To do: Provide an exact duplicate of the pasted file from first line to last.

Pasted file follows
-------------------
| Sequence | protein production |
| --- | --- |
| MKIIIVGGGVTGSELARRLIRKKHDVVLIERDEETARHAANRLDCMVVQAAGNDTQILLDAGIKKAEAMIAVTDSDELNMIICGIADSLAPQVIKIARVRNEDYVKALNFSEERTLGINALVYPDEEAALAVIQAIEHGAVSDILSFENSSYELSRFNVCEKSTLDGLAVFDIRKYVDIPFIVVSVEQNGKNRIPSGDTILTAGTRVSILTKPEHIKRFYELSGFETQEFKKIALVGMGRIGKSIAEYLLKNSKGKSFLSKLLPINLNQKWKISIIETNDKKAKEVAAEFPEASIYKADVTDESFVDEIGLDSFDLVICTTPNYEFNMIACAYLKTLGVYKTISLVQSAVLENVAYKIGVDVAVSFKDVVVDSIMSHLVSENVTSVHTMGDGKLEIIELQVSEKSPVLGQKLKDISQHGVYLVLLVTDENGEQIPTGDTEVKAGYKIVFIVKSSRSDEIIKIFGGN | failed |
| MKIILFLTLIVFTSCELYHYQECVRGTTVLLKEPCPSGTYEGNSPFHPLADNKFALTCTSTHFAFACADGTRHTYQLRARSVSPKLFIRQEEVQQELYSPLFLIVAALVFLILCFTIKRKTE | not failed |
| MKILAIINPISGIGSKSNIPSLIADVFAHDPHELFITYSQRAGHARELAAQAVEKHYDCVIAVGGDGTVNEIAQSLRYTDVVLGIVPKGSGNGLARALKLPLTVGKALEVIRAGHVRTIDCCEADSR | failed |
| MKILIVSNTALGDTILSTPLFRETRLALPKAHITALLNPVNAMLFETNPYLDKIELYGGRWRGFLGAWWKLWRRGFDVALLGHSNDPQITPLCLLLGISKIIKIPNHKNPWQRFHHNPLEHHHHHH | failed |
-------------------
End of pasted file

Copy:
| Sequence | protein production |
| --- | --- |
| MKIIIVGGGVTGSELARRLIRKKHDVVLIERDEETARHAANRLDCMVVQAAGNDTQILLDAGIKKAEAMIAVTDSDELNMIICGIADSLAPQVIKIARVRNEDYVKALNFSEERTLGINALVYPDEEAALAVIQAIEHGAVSDILSFENSSYELSRFNVCEKSTLDGLAVFDIRKYVDIPFIVVSVEQNGKNRIPSGDTILTAGTRVSILTKPEHIKRFYELSGFETQEFKKIALVGMGRIGKSIAEYLLKNSKGKSFLSKLLPINLNQKWKISIIETNDKKAKEVAAEFPEASIYKADVTDESFVDEIGLDSFDLVICTTPNYEFNMIACAYLKTLGVYKTISLVQSAVLENVAYKIGVDVAVSFKDVVVDSIMSHLVSENVTSVHTMGDGKLEIIELQVSEKSPVLGQKLKDISQHGVYLVLLVTDENGEQIPTGDTEVKAGYKIVFIVKSSRSDEIIKIFGGN | failed |
| MKIILFLTLIVFTSCELYHYQECVRGTTVLLKEPCPSGTYEGNSPFHPLADNKFALTCTSTHFAFACADGTRHTYQLRARSVSPKLFIRQEEVQQELYSPLFLIVAALVFLILCFTIKRKTE | not failed |
| MKILAIINPISGIGSKSNIPSLIADVFAHDPHELFITYSQRAGHARELAAQAVEKHYDCVIAVGGDGTVNEIAQSLRYTDVVLGIVPKGSGNGLARALKLPLTVGKALEVIRAGHVRTIDCCEADSR | failed |
| MKILIVSNTALGDTILSTPLFRETRLALPKAHITALLNPVNAMLFETNPYLDKIELYGGRWRGFLGAWWKLWRRGFDVALLGHSNDPQITPLCLLLGISKIIKIPNHKNPWQRFHHNPLEHHHHHH | failed |